• QA 166
    How to promote premium coffee in a price-conscious environment?
    How could one efficiently market a premium coffee in a producing country when the main consumer interest is to buy lower priced coffee?
    Asked by:
    Exporter/trader - Colombia

    With real disposable incomes rising in many coffee producing countries (but not all), demand for better quality consumer goods is increasing as well. However coffee will only benefit if its image projects quality and, therefore, satisfaction.

    In many coffee producing countries the emphasis has in the past been on maximizing export earnings from coffee, particularly so when quotas restricted exports in order to maintain certain price levels. Usually, this resulted in the most valuable coffees being exported, leaving any surplus lower qualities for domestic consumption. At the same time low per capita incomes in many producing countries limited demand to lower priced coffee beverages which, as a result of these two factors, were often made from poor quality beans. *

    The International Coffee Organization (ICO - www.ico.org) estimates current total coffee consumption in coffee producing countries at just over 33.3 million 60-kilo bags of which 22.3 million are consumed in Latin America. Brazil, Colombia and Mexico between them account for 19.3 million bags or 86% of this. This points to a relatively strong coffee drinking culture in these three countries… However, in the late 1980's the estimate for these three countries was 11 million bags and all the growth   appears to have taken place in Brazil. Brazil is now the world's second largest consumer of coffee.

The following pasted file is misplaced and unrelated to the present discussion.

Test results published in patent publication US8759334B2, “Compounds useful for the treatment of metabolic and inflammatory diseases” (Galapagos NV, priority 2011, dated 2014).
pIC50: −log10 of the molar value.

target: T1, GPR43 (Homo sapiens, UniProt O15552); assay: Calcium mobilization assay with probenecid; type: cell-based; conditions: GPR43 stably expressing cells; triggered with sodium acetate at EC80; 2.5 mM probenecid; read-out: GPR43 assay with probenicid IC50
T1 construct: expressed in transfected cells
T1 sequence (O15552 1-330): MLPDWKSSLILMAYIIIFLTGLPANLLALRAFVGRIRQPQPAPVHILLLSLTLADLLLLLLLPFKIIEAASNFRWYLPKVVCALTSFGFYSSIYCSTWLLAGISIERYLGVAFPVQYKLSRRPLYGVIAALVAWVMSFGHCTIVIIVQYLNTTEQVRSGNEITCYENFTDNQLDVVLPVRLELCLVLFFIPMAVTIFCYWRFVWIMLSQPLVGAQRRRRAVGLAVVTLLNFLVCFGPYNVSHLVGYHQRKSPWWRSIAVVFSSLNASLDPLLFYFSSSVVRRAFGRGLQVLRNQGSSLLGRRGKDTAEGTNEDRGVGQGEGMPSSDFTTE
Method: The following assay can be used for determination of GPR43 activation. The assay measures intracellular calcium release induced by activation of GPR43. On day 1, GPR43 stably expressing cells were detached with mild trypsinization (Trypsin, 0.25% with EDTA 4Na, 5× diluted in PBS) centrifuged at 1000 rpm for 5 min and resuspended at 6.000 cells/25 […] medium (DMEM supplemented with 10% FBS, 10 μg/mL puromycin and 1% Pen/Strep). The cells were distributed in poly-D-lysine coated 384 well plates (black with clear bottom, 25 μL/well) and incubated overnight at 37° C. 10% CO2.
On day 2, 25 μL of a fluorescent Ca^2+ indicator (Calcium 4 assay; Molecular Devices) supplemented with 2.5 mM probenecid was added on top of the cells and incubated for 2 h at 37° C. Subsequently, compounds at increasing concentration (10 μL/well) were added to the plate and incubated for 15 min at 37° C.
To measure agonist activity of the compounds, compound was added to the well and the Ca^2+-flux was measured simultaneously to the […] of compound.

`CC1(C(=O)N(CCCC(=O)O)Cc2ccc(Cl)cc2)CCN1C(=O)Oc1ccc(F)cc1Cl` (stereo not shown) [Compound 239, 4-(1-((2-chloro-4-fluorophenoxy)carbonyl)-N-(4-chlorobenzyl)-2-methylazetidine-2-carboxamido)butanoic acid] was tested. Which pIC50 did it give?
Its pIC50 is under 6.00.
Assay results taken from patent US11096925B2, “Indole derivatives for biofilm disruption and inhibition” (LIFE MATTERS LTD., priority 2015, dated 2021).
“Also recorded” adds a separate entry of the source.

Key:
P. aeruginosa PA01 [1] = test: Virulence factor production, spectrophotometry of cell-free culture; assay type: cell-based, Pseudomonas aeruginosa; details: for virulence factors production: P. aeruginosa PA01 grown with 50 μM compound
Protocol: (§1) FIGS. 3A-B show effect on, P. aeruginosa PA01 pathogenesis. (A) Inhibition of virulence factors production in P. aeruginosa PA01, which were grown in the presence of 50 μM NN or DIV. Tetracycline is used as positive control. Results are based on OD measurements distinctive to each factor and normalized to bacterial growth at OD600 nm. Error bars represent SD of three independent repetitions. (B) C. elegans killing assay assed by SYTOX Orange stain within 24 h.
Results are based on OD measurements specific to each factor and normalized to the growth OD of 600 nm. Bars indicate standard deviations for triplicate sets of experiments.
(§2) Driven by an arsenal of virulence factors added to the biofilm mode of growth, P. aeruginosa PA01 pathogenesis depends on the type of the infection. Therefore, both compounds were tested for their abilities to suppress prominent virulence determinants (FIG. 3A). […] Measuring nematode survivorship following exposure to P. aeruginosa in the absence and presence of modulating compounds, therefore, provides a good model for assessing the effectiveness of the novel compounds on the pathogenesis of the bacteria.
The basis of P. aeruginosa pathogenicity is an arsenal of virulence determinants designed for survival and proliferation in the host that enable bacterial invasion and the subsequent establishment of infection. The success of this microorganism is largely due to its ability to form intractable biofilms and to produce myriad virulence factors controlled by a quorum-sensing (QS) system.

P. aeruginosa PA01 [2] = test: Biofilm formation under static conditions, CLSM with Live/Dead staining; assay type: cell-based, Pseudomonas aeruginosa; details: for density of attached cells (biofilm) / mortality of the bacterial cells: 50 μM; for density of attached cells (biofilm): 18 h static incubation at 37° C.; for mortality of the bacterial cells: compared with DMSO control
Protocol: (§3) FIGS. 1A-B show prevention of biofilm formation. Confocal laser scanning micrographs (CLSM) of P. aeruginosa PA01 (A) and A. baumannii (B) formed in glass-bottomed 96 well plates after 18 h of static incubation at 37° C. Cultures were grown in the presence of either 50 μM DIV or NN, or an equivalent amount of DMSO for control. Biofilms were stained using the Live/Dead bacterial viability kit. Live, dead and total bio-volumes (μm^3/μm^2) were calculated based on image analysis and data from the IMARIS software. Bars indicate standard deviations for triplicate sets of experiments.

The story behind that strong growth in Brazilian domestic consumption is one of improving the image of coffee generally, including using better quality coffee for the domestic market. This strategy has enabled the coffee industry to capitalise on rising incomes and higher standards of living.

    At the other end of the spectrum, in the United States of America, recent decades have witnessed equally impressive growth in the premium or specialty consumer segment. Excellent marketing strategies, together with better quality coffee, capitalised on a lacklustre image for coffee generally by rekindling interest in coffee as a quality beverage.

    For coffee producing countries wishing to raise both the quantity and quality of domestic consumption the best approach would appear to be a combination of these two success stories: the Brazilian approach that raises both the quality and image of coffee generally, and the US approach that builds on this by demonstrating that premium coffee can provide an exclusive taste experience. **

    In terms of easily accessible resources we would mention that the ICO offers a 'Step-by-step Guide to Promote Coffee Consumption in Producing Countries' that incorporates the experience gained in Brazil and elsewhere (Latin America, Africa and Asia). This can be downloaded from www.ico.org. The Specialty Coffee Association of America (SCAA at www.scaa.org) is an excellent source for information on marketing resources for specialty coffee producers, roasters and retailers, whereas the Coffee Quality Institute (CQI), also in the US at www.coffeeinstitute.org, offers information on developing premium or specialty coffees.

    *  For more on export quotas see section 01.05 of the Guide that deals with the International 
        Coffee Organization.

    ** See section 03.01 of the Guide for more on premium or specialty coffee markets, and section 
         02.07 for more on Brazil.

    Posted 26 September 2007

    Related chapter(s):
    Related Q & A:
    Q&A 036, 048, 086, 165